Ryan Bailey, wine director at Best of Award of Excellence winner NoMad Los Angeles

My cellar is pretty diverse and consists of stuff I am aging, as well as bottles close at hand to drink when friends come over. I have a solid amount of Champagne, older Rieslings, white Burgundies, younger Northern Rhône Syrahs and some random older bottles from California.

Luciano De Riso, wine director at Best of Award of Excellence winner Grand Old House in George Town, Cayman Islands

I enjoy mature Italian wines—Guado al Tasso, Giusto di Notri and Flaccianello are my favorites. Southern Rhône reds are always present—Pégaü, old Beaucastel—and Cornas from Clape are standouts for me.

I do collect based on important dates. I was born in 1982, and I have a few of them, including Sassicaia and Cheval-Blanc. 2015 is the year that I will invest the most in, as it is my son's birth year. I already have a Duclot case, Sassicaia, a few Rhônes, and Leflaive whites from this great vintage.

Seán Gargano, wine director at Award of Excellence winner The Legal Eagle in Dublin, Ireland

My cellar only holds what I drink on a weekly basis. My big regret is that I did not begin collecting earlier. I used to tend to get impatient and drink most of what I had intended to lay down. Then my children came along, and they suck up all of the money I would use to invest in wine. Little nuisances.

Elizabeth-Rose Mandalou, wine director at Award of Excellence winner Allora in Sacramento, Calif.

My restaurant focuses on Italian wine, so naturally I have a mostly Italian wine at home. I also have a lot of wine that is sentimental; several bottles of Franciacorta I picked up on my last visit to Italy a few months back, gifts from friends and guests, and lots of magnums.

I am an equal-opportunist when it comes to wine, so sometimes there will be something really random; Georgian or Macedonian, just for the sake of trying new wine! I do have a few nice bottles of Rioja and Bordeaux, too. The most unfortunate aspect of my collection at home is that it is shockingly humble considering my line of work.

Carlin Karr, wine director at Best of Award of Excellence winner Frasca Food & Wine in Boulder, Colo.

I like to drink all kinds of wines but always have grower Champagne, Chablis, Grüner Veltliner, Northern Rhône Syrah, Sangiovese, southern French reds and whites from producers like Mas Jullien and Château Simone, Nebbiolo and Bordeaux with age in our wine fridge at home. Those are on my regular playlist. My husband and I also have an off-site cellar where we stash away full cases of more blue-chip Burgundy, Barolo and Rhône producers.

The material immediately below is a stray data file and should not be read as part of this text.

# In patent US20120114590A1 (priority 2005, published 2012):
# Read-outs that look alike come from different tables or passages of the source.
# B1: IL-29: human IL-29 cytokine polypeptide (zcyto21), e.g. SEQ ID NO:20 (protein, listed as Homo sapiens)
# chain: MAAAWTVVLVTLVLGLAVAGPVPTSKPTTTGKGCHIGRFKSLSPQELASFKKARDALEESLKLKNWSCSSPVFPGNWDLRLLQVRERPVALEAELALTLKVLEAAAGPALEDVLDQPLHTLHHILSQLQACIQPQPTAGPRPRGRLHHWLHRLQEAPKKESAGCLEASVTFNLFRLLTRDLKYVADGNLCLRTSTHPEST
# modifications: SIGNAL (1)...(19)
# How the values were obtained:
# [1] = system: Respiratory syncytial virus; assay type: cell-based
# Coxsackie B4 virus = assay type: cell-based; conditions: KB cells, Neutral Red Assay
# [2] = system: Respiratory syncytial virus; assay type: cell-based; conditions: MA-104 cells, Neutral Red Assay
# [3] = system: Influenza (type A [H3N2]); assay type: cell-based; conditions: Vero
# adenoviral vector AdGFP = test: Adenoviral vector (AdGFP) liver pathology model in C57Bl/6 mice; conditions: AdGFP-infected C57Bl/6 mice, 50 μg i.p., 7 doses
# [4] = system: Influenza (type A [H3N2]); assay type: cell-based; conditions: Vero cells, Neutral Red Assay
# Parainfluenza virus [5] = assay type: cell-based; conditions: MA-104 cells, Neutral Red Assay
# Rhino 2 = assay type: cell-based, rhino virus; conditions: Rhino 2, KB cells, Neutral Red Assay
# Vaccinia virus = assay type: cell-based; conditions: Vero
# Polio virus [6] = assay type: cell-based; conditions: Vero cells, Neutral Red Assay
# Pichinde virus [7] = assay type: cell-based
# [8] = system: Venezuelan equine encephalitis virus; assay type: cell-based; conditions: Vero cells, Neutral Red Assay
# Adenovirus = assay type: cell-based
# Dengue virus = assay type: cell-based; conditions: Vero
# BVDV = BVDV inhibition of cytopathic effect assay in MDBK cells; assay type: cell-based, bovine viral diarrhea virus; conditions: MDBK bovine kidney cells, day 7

Want to stay up on the latest news and incisive features about the world's best restaurants for wine? Sign up now for our free Private Guide to Dining email newsletter, delivered every other week. Plus, follow us on Twitter at @WSRestoAwards and Instagram at @WSRestaurantAwards.

Zooey Deschanel Kicks the Dirt at Long Meadow Ranch; Gronk Chugs Hundred Acre from Bottle (Wine Spectator)

February 7, 2019 - 2:00pm

Zooey Deschanel, actor, musician and OG Millennial, has played a kooky roommate (New Girl), elf love interest (Elf) and ukulele (her band She & Him), and she can now add vineyard farmhand to her résumé. Deschanel visited Napa's Long Meadow Ranch with MasterChef emeritus and host of the online series Purpose Project Alejandro Toro, on the show's latest episode—and the ranchers quickly put them to work.

In the segment, the property's farm to table manager Kipp Ramsey first takes the duo out to massage some dirt and plant kale, then leads them in picking tomatoes and herbs, and preparing a salad and squash risotto in the kitchen. Finally, all sit with Long Meadow owner Laddie Hall for a midday repast: tomato tartare with kasundi and egg yolk, and pork belly with green tomato and beet BBQ, among other dishes, Ramsey relayed to Unfiltered. The group wash it down with glasses of the winery's Anderson Valley Chardonnay and rosé of Pinot Noir, as well as Napa Cabernet and Sauvignon Blanc.

"I believe [Deschanel and Toro] are doing a great job to spread the word on how people can source and grow their food,” Ramsey said via email.

The visit came about because, while Deschanel once played a woman fleeing a toxic attack on humanity launched by the earth's trees (The Happening; spoiler alert?), her relationship with the plant community in real life is much more positive: She's a sustainable food activist, and Long Meadow practices organic and biodiverse farming. The garden powers on-site restaurant Farmstead, a Wine Spectator Restaurant Award winner.

Greg Caparell Zooey Deschanel, Kipp Ramsey and Alejandro Toro show how the salad gets made.

"We had a chance to peek at the 'whole process,' understanding that what truly completes full-circle farming, in this case, is the commitment to community people like Kipp Ramsey and Laddie Hall have," Toro told Unfiltered via email. "So once again I get to circle back on my mission, which is spreading the good word through food, travel and community."

Courtesy of Ceja Vineyards Alejandro Toro and Dalia Ceja crush it real good.

Purpose Project, produced by Tastemade and Capital One, isn't done with North Bay wine country there, though: Toro later visits Garden Creek Vineyards and noshes at Sebastopol's Zazu Kitchen with wine folks Chris Benziger, and Dan Barwick and Sonia Byck-Barwick of Paradise Ridge; the former lost his home and the latter their winery in the 2017 wildfires. He ends his trip picking clusters and tasting wine at Ceja Vineyards, owned and run by the kids and grandchildren of immigrant campesino vineyard workers.